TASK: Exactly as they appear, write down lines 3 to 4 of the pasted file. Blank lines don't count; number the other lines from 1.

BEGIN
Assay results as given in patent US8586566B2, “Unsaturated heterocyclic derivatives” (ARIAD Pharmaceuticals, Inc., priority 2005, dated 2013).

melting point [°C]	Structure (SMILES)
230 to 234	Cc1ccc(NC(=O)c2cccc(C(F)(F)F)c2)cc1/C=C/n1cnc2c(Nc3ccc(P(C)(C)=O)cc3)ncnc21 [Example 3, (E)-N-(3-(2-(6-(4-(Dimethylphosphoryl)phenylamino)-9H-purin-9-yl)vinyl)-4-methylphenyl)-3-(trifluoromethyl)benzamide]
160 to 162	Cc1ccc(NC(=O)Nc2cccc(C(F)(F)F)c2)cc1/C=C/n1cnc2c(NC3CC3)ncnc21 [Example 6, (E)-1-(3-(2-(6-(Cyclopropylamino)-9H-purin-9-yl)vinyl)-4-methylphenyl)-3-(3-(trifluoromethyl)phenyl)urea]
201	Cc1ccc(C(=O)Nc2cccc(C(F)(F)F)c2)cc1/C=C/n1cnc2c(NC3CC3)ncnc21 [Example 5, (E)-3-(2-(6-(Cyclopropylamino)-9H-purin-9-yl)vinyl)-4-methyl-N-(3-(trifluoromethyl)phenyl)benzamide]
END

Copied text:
230 to 234	Cc1ccc(NC(=O)c2cccc(C(F)(F)F)c2)cc1/C=C/n1cnc2c(Nc3ccc(P(C)(C)=O)cc3)ncnc21 [Example 3, (E)-N-(3-(2-(6-(4-(Dimethylphosphoryl)phenylamino)-9H-purin-9-yl)vinyl)-4-methylphenyl)-3-(trifluoromethyl)benzamide]
160 to 162	Cc1ccc(NC(=O)Nc2cccc(C(F)(F)F)c2)cc1/C=C/n1cnc2c(NC3CC3)ncnc21 [Example 6, (E)-1-(3-(2-(6-(Cyclopropylamino)-9H-purin-9-yl)vinyl)-4-methylphenyl)-3-(3-(trifluoromethyl)phenyl)urea]